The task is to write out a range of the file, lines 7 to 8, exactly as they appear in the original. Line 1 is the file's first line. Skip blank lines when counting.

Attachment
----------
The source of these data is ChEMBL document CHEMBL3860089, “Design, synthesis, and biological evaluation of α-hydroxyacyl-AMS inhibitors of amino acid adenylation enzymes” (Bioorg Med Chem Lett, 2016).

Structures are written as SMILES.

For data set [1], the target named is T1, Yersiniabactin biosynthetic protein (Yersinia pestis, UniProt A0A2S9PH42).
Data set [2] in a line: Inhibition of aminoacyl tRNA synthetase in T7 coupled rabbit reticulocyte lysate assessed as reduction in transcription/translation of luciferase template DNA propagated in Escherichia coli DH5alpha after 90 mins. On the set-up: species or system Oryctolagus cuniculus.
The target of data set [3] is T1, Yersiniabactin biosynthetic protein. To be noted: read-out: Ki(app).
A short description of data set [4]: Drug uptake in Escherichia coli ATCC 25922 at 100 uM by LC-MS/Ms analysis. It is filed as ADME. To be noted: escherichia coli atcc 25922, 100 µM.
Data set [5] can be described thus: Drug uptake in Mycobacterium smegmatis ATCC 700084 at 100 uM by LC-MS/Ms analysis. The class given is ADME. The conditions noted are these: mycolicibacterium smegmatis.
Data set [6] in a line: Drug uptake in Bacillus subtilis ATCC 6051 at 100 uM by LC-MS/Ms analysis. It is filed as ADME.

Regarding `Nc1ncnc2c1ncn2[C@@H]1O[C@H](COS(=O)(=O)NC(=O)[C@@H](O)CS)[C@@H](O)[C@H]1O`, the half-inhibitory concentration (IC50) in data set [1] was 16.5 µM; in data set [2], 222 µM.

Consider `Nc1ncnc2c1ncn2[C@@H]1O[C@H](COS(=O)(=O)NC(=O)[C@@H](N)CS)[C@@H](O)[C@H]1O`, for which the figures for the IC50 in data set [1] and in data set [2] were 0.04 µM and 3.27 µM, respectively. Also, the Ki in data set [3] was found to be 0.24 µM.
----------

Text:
Data set [5] can be described thus: Drug uptake in Mycobacterium smegmatis ATCC 700084 at 100 uM by LC-MS/Ms analysis. The class given is ADME. The conditions noted are these: mycolicibacterium smegmatis.
Data set [6] in a line: Drug uptake in Bacillus subtilis ATCC 6051 at 100 uM by LC-MS/Ms analysis. It is filed as ADME.